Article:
- The Ministers acknowledged recent movement towards a Code of Conduct (CoC) for the SCS. Ministers called for the CoC to be: consistent with existing international law, as reflected in UNCLOS; to not prejudice the interests of third parties or the rights of all states under international law; to reinforce existing regional architecture; and to strengthen parties’ commitments to cease actions that would complicate or escalate disputes.
- The Ministers shared their intention to remain in close communication about the situation in the East China Sea and expressed strong opposition to any coercive unilateral actions that seek to alter the status quo and increase tensions in the area.
- The Ministers welcomed ongoing trilateral cooperation on capacity building for maritime security and safety in Southeast Asia and committed to enhancing cooperation in this area, as well as with Pacific Island countries in close consultation with those countries. The Ministers resolved to advance this cooperation through ongoing exchanges of information on regional needs. The Ministers reiterated the commitment of the three nations to continue coordinating their respective assistance programs, in consultation with partners, and to identify ways they can more closely collaborate in the future.
- The Ministers emphasized the importance of enhancing connectivity through the development of sustainable infrastructure in an open, transparent, non-exclusive, and financially responsible manner, in accordance with international standards, that unlocks the potential of the private sector to invest in the region and help close the infrastructure gap. In this regard, the Ministers welcomed growing cooperation among TSD partners to address the significant infrastructure investment needs in the Indo-Pacific, including the announcement of a trilateral partnership between the Australian Government through the Department of Foreign Affairs and Trade, the United States Overseas Private Investment Corporation, and the Japanese Bank for International Cooperation for infrastructure investment in the Indo-Pacific.
- The Ministers expressed their concern that states and their proxies are increasingly willing to pursue their objectives by undertaking malicious cyber activities. The Ministers affirmed that the rules-based international order must encompass online activities. The Ministers reaffirmed their joint commitment to promote an international stability framework for cyberspace based on the application of existing international law to state behaviour in cyberspace, adherence to voluntary, non-binding norms of responsible state behaviour in cyberspace in peacetime, and the implementation of confidence building measures, supported by coordinated capacity building programs. The Ministers decided to deepen practical cooperation to better deter, mitigate, publicly attribute, and counter malicious cyber activity, and provide clear and consistent messaging of the consequences of such activity. The Ministers resolved to continue to call out unacceptable behaviour in cyberspace.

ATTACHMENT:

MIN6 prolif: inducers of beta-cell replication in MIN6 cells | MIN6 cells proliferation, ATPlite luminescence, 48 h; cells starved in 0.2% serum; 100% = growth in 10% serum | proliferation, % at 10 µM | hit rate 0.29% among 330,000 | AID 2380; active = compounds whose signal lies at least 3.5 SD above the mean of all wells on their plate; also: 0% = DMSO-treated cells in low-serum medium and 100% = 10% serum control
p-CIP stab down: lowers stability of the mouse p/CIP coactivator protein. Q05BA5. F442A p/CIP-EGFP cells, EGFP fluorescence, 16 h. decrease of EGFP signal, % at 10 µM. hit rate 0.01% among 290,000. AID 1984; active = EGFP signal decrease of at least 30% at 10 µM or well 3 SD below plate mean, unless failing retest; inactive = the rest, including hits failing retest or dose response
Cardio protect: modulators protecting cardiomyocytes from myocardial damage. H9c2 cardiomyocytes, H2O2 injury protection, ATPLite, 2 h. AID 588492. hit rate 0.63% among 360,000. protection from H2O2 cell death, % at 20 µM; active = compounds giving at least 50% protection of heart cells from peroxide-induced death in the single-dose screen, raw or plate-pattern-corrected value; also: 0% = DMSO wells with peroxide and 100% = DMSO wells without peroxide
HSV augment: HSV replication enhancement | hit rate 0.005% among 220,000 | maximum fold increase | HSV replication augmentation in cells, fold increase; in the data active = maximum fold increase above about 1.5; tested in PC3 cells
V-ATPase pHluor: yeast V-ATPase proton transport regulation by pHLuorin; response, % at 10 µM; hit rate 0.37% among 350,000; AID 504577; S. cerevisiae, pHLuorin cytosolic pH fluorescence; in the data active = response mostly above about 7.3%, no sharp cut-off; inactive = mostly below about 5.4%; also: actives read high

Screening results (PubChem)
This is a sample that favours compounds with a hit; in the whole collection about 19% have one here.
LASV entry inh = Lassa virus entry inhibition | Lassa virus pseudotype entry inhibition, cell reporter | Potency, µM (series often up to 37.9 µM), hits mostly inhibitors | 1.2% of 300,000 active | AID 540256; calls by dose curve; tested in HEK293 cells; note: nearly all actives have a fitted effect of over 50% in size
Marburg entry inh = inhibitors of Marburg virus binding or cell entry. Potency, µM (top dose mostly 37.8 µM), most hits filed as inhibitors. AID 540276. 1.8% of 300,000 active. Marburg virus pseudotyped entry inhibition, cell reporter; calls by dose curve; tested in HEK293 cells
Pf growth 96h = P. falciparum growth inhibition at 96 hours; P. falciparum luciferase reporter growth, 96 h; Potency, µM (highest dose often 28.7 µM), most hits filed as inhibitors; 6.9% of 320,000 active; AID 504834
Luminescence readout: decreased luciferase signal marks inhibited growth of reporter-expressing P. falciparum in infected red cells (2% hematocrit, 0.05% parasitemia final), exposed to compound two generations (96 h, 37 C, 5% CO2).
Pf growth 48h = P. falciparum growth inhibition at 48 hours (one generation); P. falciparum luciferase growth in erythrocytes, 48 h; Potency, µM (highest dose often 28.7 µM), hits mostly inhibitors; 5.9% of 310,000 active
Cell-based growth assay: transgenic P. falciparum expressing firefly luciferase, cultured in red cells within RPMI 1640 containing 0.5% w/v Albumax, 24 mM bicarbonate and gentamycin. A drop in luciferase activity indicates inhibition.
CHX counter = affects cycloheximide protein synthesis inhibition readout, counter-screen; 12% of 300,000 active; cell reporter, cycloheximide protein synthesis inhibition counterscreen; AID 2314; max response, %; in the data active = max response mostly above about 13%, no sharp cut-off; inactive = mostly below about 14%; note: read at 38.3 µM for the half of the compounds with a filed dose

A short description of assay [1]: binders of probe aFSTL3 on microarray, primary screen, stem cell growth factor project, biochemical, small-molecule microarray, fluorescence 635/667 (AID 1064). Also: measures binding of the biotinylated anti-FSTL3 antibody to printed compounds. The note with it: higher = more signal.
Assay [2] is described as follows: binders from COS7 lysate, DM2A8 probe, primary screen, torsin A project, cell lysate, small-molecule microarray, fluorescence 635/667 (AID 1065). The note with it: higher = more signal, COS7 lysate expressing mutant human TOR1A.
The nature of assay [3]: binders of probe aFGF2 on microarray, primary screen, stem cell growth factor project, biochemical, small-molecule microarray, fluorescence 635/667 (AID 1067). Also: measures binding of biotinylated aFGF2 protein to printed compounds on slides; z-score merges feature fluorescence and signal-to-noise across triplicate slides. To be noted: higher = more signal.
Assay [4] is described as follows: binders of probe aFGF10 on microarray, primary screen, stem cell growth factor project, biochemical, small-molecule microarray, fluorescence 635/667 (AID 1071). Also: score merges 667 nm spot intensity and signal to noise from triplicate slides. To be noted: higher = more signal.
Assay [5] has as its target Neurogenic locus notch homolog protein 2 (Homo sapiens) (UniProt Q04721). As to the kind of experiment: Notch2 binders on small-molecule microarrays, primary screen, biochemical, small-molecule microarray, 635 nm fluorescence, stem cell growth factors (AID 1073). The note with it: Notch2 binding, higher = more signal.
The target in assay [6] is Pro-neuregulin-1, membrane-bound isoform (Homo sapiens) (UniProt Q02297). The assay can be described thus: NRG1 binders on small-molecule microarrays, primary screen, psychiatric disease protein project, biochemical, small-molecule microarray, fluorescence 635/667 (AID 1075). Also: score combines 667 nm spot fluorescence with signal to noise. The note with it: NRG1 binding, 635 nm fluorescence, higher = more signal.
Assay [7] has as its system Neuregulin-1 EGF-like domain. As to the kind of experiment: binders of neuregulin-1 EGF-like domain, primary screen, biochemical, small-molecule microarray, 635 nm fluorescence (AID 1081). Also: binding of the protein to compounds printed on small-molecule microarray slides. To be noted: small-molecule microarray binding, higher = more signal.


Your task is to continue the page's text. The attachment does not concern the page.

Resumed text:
- The Ministers discussed ways to work together to counter terrorism and violent extremism, including through trilateral counter-terrorism consultations. The Ministers resolved to coordinate on protecting soft targets and countering terrorist financing. The Ministers also resolved to advocate for and strengthen existing information sharing mechanisms, and to combat the flow of foreign terrorist fighters both to and from conflict areas. The Ministers expressed their concerns regarding the potential for ongoing violent extremist activity in the southern Philippines. They urged increased cooperation in the Indo-Pacific to counter such terrorist activity and pledged their continued support for these efforts.
- The Ministers are committed to meeting regularly, and to deepening cooperation with each other, and with partners, to promote strong and sustainable growth, including by supporting good governance, the rule of law and human rights. They directed officials to explore possible new areas of practical cooperation in support of a peaceful, stable and prosperous Indo-Pacific.